Gandy tells Swamplot that the bridge’s color patterns are still being programmed, and that they’ll soon be capable of a full range of groovy multi-tone modes like those shown in renderings previously released by the Montrose Management District (shown below):

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Pre-Super Bowl Exhibition
09/07/16 4:15pm

Ashby Highrise Site, 1717 Bissonnet St. at Ashby St., Boulevard Oaks, Houston

The gates are wide open this afternoon at 1717 Bissonnet, notes Mike Bloom, who sends along a few pictures of today’s excavator-vs-concrete action at the scene. Some workers and some pipes can be seen hanging around as the operator cracks into a bit of former parking lot on the northwest corner (a survivor of the Maryland Manor demolition back in 2013).

And a permit related to foundation and sitework were issued this week, following the smattering issued for some electrical and fire line work back before June’s appeal ruling (which declared that the surrounding neighborhood can’t be awarded damages for a project that hasn’t actually been built yet.) Might some deeper digging be on the way?

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Stirrings at 1717 Bissonnet
09/02/16 4:45pm

4949 at 2132 Bissonnet St., Boulevard Oaks, Houston, 77005

Former Sunrise Grocery at 2132 Bissonnet St., Boulevard Oaks, Houston, 77005The land at the northeast corner of Shepherd Dr. and Bissonnet St. (not far down the street from closing-this-weekend Kay’s Lounge) has been sold to an entity using the La Porte corporate address of traditionally freeway-hugging Gringo’s Mexican Kitchen. The mid-1980s convenience store (formerly a Sunrise Grocery) and its 0.35 acre property were put on the market at the start of the summer; the sale closed a little over 2 weeks ago. Word through the NextDoor grapevine is that the building won’t be a Gringo’s, but might be replaced with a 3-story retail-office-space combo once the convenience store’s lease runs out around Halloween.

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2132 Bissonnet
07/20/16 1:30pm

BUCKHEAD: ASHBY HIGHRISE IS STILL HAPPENING, BUT THAT’S STILL NOT ITS NAME Ashby Highrise, 1717 Bissonnet St., Boulevard Oaks, HoustonChronicle reporters Nancy Sarnoff and Erin Mulvaney spend some time on this week’s Looped In podcast dissecting some circuitous answers from Matthew Morgan and Kevin Kirton, developers of the multifamily project commonly known as the Ashby Highrise (which, as Morgan is quick to point out, has never been dubbed anything other than 1717 Bissonnet except by neighborhood opposition campaigners). In the wake of Buckhead’s recent court appeal victory,  the duo of duos touches on the project’s permitting history with the city, the ambiguous but active state of current plans, and the unexpected financial and emotional tolls of pushing a project forward through an unprecedented decade of protests (ranging from giant personalized signage aimed at the pair to that grim reaper sighting on Bissonnet).  [Looped In Podcast from the Houston Chronicle; previously on Swamplot] Rendering of 1717 Bissonnet St.: Buckhead Investment Partners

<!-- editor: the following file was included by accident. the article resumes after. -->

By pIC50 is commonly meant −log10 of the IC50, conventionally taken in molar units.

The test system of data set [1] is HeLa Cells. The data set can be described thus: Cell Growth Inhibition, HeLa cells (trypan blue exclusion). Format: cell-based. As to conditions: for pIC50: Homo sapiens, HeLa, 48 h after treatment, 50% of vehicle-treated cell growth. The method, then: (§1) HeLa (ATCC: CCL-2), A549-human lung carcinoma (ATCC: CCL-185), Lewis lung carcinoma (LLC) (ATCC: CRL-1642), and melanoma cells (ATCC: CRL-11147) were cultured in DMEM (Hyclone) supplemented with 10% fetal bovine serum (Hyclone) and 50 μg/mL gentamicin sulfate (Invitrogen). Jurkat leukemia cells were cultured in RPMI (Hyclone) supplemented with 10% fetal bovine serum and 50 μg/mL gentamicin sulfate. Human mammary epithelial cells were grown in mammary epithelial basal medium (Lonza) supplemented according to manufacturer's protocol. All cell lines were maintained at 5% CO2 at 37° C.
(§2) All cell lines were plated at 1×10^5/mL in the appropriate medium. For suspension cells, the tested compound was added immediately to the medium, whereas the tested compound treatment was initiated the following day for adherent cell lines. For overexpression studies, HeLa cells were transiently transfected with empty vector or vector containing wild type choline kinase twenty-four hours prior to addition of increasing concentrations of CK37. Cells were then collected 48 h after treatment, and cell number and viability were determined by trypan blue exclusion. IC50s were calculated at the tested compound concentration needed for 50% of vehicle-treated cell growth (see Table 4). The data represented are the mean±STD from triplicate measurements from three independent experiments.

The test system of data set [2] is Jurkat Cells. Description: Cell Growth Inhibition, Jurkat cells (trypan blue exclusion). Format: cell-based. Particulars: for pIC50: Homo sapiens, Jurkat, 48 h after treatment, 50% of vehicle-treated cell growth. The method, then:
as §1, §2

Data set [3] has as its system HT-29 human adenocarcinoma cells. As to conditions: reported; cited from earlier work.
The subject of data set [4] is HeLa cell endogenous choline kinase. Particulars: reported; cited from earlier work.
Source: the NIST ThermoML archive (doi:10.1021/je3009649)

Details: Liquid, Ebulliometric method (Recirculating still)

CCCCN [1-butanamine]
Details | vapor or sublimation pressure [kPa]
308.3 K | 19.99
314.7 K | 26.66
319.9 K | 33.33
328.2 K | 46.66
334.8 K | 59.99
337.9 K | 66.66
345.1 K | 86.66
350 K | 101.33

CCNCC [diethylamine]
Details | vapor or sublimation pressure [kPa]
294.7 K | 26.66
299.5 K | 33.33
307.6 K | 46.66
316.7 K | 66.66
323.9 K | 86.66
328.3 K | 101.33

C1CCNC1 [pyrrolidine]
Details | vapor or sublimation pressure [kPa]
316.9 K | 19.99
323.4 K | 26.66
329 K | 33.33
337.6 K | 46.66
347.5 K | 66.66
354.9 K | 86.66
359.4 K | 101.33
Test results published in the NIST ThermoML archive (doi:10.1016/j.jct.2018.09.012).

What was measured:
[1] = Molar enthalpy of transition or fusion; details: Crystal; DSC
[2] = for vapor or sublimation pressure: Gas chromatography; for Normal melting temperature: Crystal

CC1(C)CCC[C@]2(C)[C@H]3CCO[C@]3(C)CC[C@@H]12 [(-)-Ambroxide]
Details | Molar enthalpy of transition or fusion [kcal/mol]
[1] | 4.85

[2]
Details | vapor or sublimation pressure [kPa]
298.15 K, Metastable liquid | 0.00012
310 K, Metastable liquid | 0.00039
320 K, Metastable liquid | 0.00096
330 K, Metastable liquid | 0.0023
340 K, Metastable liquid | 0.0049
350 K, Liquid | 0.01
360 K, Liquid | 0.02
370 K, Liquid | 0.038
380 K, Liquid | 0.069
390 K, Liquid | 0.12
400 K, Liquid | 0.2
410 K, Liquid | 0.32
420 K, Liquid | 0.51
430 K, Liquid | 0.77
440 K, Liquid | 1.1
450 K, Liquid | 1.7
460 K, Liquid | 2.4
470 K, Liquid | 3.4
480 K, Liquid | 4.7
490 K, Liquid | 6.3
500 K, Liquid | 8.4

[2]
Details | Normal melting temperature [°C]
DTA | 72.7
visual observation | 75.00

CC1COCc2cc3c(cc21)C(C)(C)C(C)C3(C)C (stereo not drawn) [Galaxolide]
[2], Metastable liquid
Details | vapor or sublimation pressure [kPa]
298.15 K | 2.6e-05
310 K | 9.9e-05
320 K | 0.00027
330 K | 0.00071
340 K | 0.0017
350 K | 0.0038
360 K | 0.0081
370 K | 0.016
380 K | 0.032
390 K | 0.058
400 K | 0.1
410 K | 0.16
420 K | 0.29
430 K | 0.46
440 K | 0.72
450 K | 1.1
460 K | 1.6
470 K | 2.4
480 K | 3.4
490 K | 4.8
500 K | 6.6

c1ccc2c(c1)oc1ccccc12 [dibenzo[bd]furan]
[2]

07/01/16 10:00am

Ashby Highrise construction site, 1717 Bissonnet

Texas’s Fourteenth Court of Appeals overturned part of the previous decision on the Ashby Highrise case yesterday, declaring that no, the developers of 1717 Bissonnet don’t have to pay the tower’s would-be neighbors $1.2 million as compensation for property value losses. Nor do the highrise planners have to cover for all those legal fees incurred by the various stages of the case — the homeowners are back on the hook for those as well, along with all costs incurred by the appeal.

The judges declared that even if the property values in the nearby homes did decrease, and even if that decrease was because of the proposal for the highrise, the homeowners can’t ask for compensation for property value drops caused by mere plans for a future “nuisance” — damages can only be awarded after said “nuisance” actually exists.

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Potential Appeal
02/22/16 2:45pm

1638 Banks, Houston, 77006

An uncovered courtyard is the centerpiece of this former home of Astrodome and ex-Houston Post building architect Ralph Anderson, who designed the 1,805-sq.-ft. space and lived there leading up to his death in 1990.  The 2-bedroom 2-bath house features floor-to-ceiling windows and brick floors arrayed around the central atrium, which held a large tree until early last year.  The 1959 home, now housing a much smaller tree in a courtyard planter, went on the market a week and a half ago at $875,000.

The front door is set into a patterned concrete wall:

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A Tree Grows in Boulevard Oaks
12/03/14 4:45pm

5331-cherokee-02

5331-cherokee-01

Now approaching the Big 1-0, an artsy 2004 contemporary by architect Allen Bianchi has been on the market for a month (this time), bearing a $2,799,000 asking price. A previous listing in the summer of 2013 briefly sought $100K more for the property. The 5,595-sq.-ft. home is planted at the crossroads of Cherokee St. and Sunset Blvd., just north of Rice University. Houston’s headlining art museums are three-quarters of a mile to the east. The house of stucco, glass, and steel is itself a bit of a gallery.

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The South Side of the L